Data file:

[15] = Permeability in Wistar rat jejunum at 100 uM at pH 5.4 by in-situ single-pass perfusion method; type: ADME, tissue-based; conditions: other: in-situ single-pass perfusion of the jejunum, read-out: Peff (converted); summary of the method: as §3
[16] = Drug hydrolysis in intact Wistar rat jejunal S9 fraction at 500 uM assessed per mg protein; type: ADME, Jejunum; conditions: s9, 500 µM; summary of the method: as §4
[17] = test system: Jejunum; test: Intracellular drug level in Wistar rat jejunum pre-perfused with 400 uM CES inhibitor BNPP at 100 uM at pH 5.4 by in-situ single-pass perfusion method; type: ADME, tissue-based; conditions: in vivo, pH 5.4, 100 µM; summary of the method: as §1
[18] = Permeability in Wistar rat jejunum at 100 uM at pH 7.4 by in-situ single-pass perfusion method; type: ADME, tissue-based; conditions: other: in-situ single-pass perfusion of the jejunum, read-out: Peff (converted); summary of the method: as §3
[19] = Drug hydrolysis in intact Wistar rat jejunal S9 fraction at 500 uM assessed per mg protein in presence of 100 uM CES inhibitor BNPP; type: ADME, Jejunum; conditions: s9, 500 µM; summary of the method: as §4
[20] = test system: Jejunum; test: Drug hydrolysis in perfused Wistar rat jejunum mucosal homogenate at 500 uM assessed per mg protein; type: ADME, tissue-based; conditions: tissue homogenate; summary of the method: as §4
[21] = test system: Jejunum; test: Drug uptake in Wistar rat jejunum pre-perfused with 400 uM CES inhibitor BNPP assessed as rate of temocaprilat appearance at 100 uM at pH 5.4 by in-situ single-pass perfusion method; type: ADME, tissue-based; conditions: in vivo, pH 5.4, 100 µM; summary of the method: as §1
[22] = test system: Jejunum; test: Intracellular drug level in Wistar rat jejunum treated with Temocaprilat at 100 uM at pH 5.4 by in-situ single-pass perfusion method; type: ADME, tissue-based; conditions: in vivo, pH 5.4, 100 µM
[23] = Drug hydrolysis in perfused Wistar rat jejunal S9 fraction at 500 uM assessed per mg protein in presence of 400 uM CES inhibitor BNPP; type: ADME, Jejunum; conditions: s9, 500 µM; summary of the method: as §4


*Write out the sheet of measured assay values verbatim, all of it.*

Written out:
[15] = Permeability in Wistar rat jejunum at 100 uM at pH 5.4 by in-situ single-pass perfusion method; type: ADME, tissue-based; conditions: other: in-situ single-pass perfusion of the jejunum, read-out: Peff (converted); summary of the method: as §3
[16] = Drug hydrolysis in intact Wistar rat jejunal S9 fraction at 500 uM assessed per mg protein; type: ADME, Jejunum; conditions: s9, 500 µM; summary of the method: as §4
[17] = test system: Jejunum; test: Intracellular drug level in Wistar rat jejunum pre-perfused with 400 uM CES inhibitor BNPP at 100 uM at pH 5.4 by in-situ single-pass perfusion method; type: ADME, tissue-based; conditions: in vivo, pH 5.4, 100 µM; summary of the method: as §1
[18] = Permeability in Wistar rat jejunum at 100 uM at pH 7.4 by in-situ single-pass perfusion method; type: ADME, tissue-based; conditions: other: in-situ single-pass perfusion of the jejunum, read-out: Peff (converted); summary of the method: as §3
[19] = Drug hydrolysis in intact Wistar rat jejunal S9 fraction at 500 uM assessed per mg protein in presence of 100 uM CES inhibitor BNPP; type: ADME, Jejunum; conditions: s9, 500 µM; summary of the method: as §4
[20] = test system: Jejunum; test: Drug hydrolysis in perfused Wistar rat jejunum mucosal homogenate at 500 uM assessed per mg protein; type: ADME, tissue-based; conditions: tissue homogenate; summary of the method: as §4
[21] = test system: Jejunum; test: Drug uptake in Wistar rat jejunum pre-perfused with 400 uM CES inhibitor BNPP assessed as rate of temocaprilat appearance at 100 uM at pH 5.4 by in-situ single-pass perfusion method; type: ADME, tissue-based; conditions: in vivo, pH 5.4, 100 µM; summary of the method: as §1
[22] = test system: Jejunum; test: Intracellular drug level in Wistar rat jejunum treated with Temocaprilat at 100 uM at pH 5.4 by in-situ single-pass perfusion method; type: ADME, tissue-based; conditions: in vivo, pH 5.4, 100 µM
[23] = Drug hydrolysis in perfused Wistar rat jejunal S9 fraction at 500 uM assessed per mg protein in presence of 400 uM CES inhibitor BNPP; type: ADME, Jejunum; conditions: s9, 500 µM; summary of the method: as §4